This week’s newsletter is dedicated to business operating systems. WTF is a business operating system and why should CRE leaders care? … we’ll get there.
Grab a seat, kick your feet up, and let’s start working on your business.
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WTF is a business operating system?
Earlier this year, I was struggling to get all of our team members on the same page, and it was negatively impacting growth. One of my LinkedIn connections introduced me to the concept of using a business operating system – a leadership and operating model that you can implement in your business with the goal of growth.
The operating system to which I was introduced is called the Entrepreneurial Operating System (“EOS”). It might sound cheesy, but it worked wonders in our business, enabling us to grow more than 165% in the first half of this year.
However, EOS isn’t the only popular operating system. Scaling Up and OKR are other popular systems used by leaders to grow efficiently.
11of11 has a great blog article that I’ve summarized below that compares and contrasts the above operating systems … but, why should you care?
Commercial real estate is a very deal-driven business. When you sit down with an investor or broker, they’ll likely chronicle their deals like old war stories. However, the best real estate leaders love both chasing deals and building strong businesses – the kind that can live long after they are no longer around. Business operating systems can help you build such a business.
Origin: EOS was introduced by Gino Wickman in his book, Traction: Get a Grip on Your Business. He is also the founder of EOS Worldwide.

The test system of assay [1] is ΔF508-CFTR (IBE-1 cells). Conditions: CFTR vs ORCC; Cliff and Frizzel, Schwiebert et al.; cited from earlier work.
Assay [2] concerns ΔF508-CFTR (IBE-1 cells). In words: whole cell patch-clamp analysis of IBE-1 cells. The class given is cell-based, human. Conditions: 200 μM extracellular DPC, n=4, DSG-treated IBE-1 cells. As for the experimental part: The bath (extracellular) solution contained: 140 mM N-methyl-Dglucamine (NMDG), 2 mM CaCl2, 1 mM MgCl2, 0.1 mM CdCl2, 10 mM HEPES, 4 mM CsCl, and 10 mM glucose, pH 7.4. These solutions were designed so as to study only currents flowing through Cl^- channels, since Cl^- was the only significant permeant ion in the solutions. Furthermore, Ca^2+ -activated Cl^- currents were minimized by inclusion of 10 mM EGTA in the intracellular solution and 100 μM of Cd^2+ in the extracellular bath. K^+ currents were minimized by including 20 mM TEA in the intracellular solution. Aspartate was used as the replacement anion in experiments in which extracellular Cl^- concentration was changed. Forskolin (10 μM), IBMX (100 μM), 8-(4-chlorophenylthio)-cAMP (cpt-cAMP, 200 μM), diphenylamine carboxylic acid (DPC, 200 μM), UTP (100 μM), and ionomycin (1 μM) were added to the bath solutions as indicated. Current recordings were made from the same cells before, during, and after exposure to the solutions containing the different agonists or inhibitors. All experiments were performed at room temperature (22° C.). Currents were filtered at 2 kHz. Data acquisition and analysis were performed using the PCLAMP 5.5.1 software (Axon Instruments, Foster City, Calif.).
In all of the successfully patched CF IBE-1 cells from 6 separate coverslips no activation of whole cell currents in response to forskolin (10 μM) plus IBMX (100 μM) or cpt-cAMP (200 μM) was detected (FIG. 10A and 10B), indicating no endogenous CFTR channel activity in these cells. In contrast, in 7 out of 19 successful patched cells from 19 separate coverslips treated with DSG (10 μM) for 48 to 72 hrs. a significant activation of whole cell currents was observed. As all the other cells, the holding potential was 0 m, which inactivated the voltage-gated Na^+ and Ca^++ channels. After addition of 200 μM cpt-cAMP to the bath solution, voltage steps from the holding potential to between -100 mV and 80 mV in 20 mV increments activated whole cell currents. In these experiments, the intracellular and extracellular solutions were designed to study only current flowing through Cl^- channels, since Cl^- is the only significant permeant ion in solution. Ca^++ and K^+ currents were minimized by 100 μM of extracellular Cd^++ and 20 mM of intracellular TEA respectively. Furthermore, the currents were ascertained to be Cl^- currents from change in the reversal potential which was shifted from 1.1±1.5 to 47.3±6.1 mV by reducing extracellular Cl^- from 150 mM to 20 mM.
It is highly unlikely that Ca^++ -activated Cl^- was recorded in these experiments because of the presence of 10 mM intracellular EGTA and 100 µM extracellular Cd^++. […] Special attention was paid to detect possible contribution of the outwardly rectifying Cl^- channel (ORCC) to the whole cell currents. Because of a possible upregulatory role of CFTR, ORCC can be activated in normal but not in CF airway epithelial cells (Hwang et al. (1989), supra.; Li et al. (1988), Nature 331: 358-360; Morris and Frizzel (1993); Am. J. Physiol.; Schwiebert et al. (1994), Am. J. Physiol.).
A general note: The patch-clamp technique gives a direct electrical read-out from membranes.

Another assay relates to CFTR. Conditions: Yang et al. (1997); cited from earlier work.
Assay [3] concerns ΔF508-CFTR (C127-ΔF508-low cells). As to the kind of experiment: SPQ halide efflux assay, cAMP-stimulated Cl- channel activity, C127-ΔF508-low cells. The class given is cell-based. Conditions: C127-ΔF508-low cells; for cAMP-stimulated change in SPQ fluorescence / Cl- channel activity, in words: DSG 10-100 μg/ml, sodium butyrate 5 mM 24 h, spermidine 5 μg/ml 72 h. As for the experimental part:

In A Nutshell: EOS, which stands for “Entrepreneurial Operating System,” is a strategy for a company to strengthen the six key elements of any organization known as the EOS Model: Vision, People, Data, Issues, Processes, and Traction.
Key Advantages: According to EOS Worldwide, “By mastering this simple way of operating, leadership teams of growth-oriented companies systematically and permanently improve.” The EOS Process boosts each key element of your business and incorporates the EOS Toolbox to manage them efficiently and effectively, with the end goal of scaling your business for growth.
Tyler’s note: EOS is more popular in small businesses with under $10M in revenue.
Origin: Scaling Up was explained by Verne Harnish in his book, Scaling Up: How a Few Companies Make It…and Why the Rest Don’t.
In A Nutshell: Verne Harnish also authored Mastering the Rockefeller Habits, which is the core curriculum for the Entrepreneurial Master’s Program (EMP) at Massachusetts Institute of Technology (MIT). Scaling Up is often referred to as Rockefeller Habits 2.0 and was formally called Gazelles. The model compels organizations to strengthen four main areas of their business: People, Strategy, Execution, and Cash.
Key Advantages: Scaling Up offers companies tools that help executives free their time to focus on growing their business as employees align to execute the growth plan. Coaching helps implementation, learning makes worldwide resources available, Scaling Up Scoreboard software keeps tabs on alignment and accountability, and summit events give companies insight and inspiration.
How are EOS and Scaling Up Different?
While EOS and Scaling Up share common principles to help you achieve your goals, they differ in the following ways.
- EOS considers itself an “operating system” while Scaling Up considers itself a “performance platform.” It may be a matter of semantics.
- The original inspirations for each system are different. The book Traction is based on the ideas of Gino Wickman alone and his best practices for business growth. The book Scaling Up is based on the ideas of 40 thought leaders and their best practices for business growth.
Tyler’s note: Scaling Up is more popular in mid to large businesses, with more than $10M in revenue.
In A Nutshell: OKR stands for Objectives and Key Results. OKRs are the simplest and most flexible operating framework. They address what a company wants to achieve by defining how to achieve it with quantitative targets to render specific, measurable results called Key Performance Indicators (KPIs).
Key Advantages: OKRs focus exclusively on execution and have been widely adopted and referenced. You can easily incorporate OKRs into other business operating systems.